Just over a year in, you get promoted to Director to run a bigger team. You have now shown another in-place promotion, demonstrated leadership, and are set up perfectly to take on a “Head of” role at this or your next company.

This feels like the better outcome, no?

I’m not here to say you should never take a better title.

If you are confident you can meet the expectations, you should do it; there are also risks from being too risk-adverse.

But taking a precocious title comes with real challenges. For the foreseeable future, you’re going to be playing catch up and trying to execute above your experience level. As the company hires peers (whether Directors, Heads, VPs, etc.), it will raise the bar for you, and if you can’t keep up you will stand out as the weak link. This generates insecurity and vulnerability, and mean you can get fired or layered.

Even for really amazing people this creates an accelerated Peter Principle situation: you have leapt forward to a place of relative incompetence, even if you would have done great in that role later on, and/or are doing great relative to your experience and aptitude.

Title inflation is about appearances - but create an appearance trap of their own. Titles are a one-way ratchet, so taking a stretch title creates an ego trap: if you take the “Head of” title now, and it doesn’t work out, would you consider going back to a right-size “Manager” or “Director” role? How would that look?

You’re also foregoing the opportunity to show in-place promotion. Being given a new role within a company is an indicator you came in, built something of value, and stayed long enough to reap the rewards. Contrast this with a candidate with a history of “one role” 12-24 month stints on their profile, which many hiring managers will see as a red flag.

But what about comp?

I have been avoiding the six-figure elephant in the room: compensation. Cash and equity - the two pillars of startup comp - can have big jumps between job roles and titles.

Everyone's financial situation is different, so generic advice here is hard. That said, I often see people optimizing for short-term cash in a way that could harm them in the long-term. Coming into a role where you're not set up to succeed doesn't do you or your career any favors. Your tenure will be short - potentially not even hitting your 1-year stock vesting cliff! – and you'll leave with mediocre references that will hurt your ability to go after bigger roles (with way more compensation) down the line.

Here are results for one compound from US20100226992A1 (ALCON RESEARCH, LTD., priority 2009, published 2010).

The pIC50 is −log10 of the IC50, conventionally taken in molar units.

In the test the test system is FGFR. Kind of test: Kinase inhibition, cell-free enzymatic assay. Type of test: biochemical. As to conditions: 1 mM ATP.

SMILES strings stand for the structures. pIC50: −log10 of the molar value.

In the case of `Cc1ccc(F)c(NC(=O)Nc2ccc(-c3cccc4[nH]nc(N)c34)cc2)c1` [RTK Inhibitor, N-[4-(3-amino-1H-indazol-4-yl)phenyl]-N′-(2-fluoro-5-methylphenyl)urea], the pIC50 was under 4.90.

Being able to leave cash on the table is a privilege, and not one to take lightly. Make sure you're making enough to live comfortably - but after that, think about playing the long game.

Actionable advice

In startups, at least, success is not the fastest time to get to the loftiest title. It’s growing a lot and building a network and perfecting a craft. Especially while looking at roles in early-stage (< Series C) companies, look for the places you can learn the most, and will be working with the best people. These are the right bets to be taking.

Whatever the title, you need to be able to honestly answer these questions:

  • Are you in sync with the hiring manager on what’s being expected of you in this role, in the short-and-long term? Are you confident you can crush that scope?
  • What do people with similar titles do at the company? Have you talked with them to find out?
  • What’s really important to you right now? Is the title a primary motivator? If so, is a startup the right place for you?
  • What’s your dream job in the next 3-5 years? Does taking a stretch title get you closer to that?

If you feel confident and comfortable in the above - great, take the leap. Otherwise, be open to compromising for a smaller landing title, in service of your long-term goals.